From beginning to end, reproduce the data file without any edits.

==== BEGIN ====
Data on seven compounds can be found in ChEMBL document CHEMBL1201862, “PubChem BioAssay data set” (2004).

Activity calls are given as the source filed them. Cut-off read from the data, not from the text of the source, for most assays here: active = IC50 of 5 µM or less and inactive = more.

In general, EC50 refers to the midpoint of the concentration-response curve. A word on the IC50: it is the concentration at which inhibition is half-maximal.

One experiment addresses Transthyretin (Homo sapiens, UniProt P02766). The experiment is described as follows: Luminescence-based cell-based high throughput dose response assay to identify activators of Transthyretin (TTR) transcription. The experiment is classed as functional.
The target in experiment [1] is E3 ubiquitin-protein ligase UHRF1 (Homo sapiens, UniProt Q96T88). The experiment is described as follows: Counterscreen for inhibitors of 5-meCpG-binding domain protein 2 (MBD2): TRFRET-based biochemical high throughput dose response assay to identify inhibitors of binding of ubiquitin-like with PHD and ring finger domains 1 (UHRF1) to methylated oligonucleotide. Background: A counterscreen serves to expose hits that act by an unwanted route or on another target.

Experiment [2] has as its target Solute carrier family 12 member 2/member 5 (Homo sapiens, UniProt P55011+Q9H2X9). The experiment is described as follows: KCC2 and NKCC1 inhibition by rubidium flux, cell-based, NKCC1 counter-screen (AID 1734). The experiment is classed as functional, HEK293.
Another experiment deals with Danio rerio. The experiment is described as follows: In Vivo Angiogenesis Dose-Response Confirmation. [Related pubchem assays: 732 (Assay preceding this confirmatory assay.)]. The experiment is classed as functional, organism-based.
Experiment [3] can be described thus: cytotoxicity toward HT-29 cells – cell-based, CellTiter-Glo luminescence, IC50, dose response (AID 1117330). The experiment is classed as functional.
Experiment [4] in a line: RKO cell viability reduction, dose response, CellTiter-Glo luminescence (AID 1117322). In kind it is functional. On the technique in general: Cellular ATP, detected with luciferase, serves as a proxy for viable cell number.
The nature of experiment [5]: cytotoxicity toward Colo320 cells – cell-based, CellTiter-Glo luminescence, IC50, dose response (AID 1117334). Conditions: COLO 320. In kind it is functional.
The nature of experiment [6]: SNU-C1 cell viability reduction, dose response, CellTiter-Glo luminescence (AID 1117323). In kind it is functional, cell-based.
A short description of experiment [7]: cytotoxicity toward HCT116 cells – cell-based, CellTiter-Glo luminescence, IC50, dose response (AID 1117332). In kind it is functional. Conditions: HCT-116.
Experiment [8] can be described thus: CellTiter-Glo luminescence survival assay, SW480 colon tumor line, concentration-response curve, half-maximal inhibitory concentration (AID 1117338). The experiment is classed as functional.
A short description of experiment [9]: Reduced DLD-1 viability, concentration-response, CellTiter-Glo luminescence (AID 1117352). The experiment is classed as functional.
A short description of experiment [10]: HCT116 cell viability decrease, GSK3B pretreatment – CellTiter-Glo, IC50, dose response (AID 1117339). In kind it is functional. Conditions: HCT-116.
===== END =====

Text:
Data on seven compounds can be found in ChEMBL document CHEMBL1201862, “PubChem BioAssay data set” (2004).

Activity calls are given as the source filed them. Cut-off read from the data, not from the text of the source, for most assays here: active = IC50 of 5 µM or less and inactive = more.

In general, EC50 refers to the midpoint of the concentration-response curve. A word on the IC50: it is the concentration at which inhibition is half-maximal.

One experiment addresses Transthyretin (Homo sapiens, UniProt P02766). The experiment is described as follows: Luminescence-based cell-based high throughput dose response assay to identify activators of Transthyretin (TTR) transcription. The experiment is classed as functional.
The target in experiment [1] is E3 ubiquitin-protein ligase UHRF1 (Homo sapiens, UniProt Q96T88). The experiment is described as follows: Counterscreen for inhibitors of 5-meCpG-binding domain protein 2 (MBD2): TRFRET-based biochemical high throughput dose response assay to identify inhibitors of binding of ubiquitin-like with PHD and ring finger domains 1 (UHRF1) to methylated oligonucleotide. Background: A counterscreen serves to expose hits that act by an unwanted route or on another target.

Experiment [2] has as its target Solute carrier family 12 member 2/member 5 (Homo sapiens, UniProt P55011+Q9H2X9). The experiment is described as follows: KCC2 and NKCC1 inhibition by rubidium flux, cell-based, NKCC1 counter-screen (AID 1734). The experiment is classed as functional, HEK293.
Another experiment deals with Danio rerio. The experiment is described as follows: In Vivo Angiogenesis Dose-Response Confirmation. [Related pubchem assays: 732 (Assay preceding this confirmatory assay.)]. The experiment is classed as functional, organism-based.
Experiment [3] can be described thus: cytotoxicity toward HT-29 cells – cell-based, CellTiter-Glo luminescence, IC50, dose response (AID 1117330). The experiment is classed as functional.
Experiment [4] in a line: RKO cell viability reduction, dose response, CellTiter-Glo luminescence (AID 1117322). In kind it is functional. On the technique in general: Cellular ATP, detected with luciferase, serves as a proxy for viable cell number.
The nature of experiment [5]: cytotoxicity toward Colo320 cells – cell-based, CellTiter-Glo luminescence, IC50, dose response (AID 1117334). Conditions: COLO 320. In kind it is functional.
The nature of experiment [6]: SNU-C1 cell viability reduction, dose response, CellTiter-Glo luminescence (AID 1117323). In kind it is functional, cell-based.
A short description of experiment [7]: cytotoxicity toward HCT116 cells – cell-based, CellTiter-Glo luminescence, IC50, dose response (AID 1117332). In kind it is functional. Conditions: HCT-116.
Experiment [8] can be described thus: CellTiter-Glo luminescence survival assay, SW480 colon tumor line, concentration-response curve, half-maximal inhibitory concentration (AID 1117338). The experiment is classed as functional.
A short description of experiment [9]: Reduced DLD-1 viability, concentration-response, CellTiter-Glo luminescence (AID 1117352). The experiment is classed as functional.
A short description of experiment [10]: HCT116 cell viability decrease, GSK3B pretreatment – CellTiter-Glo, IC50, dose response (AID 1117339). In kind it is functional. Conditions: HCT-116.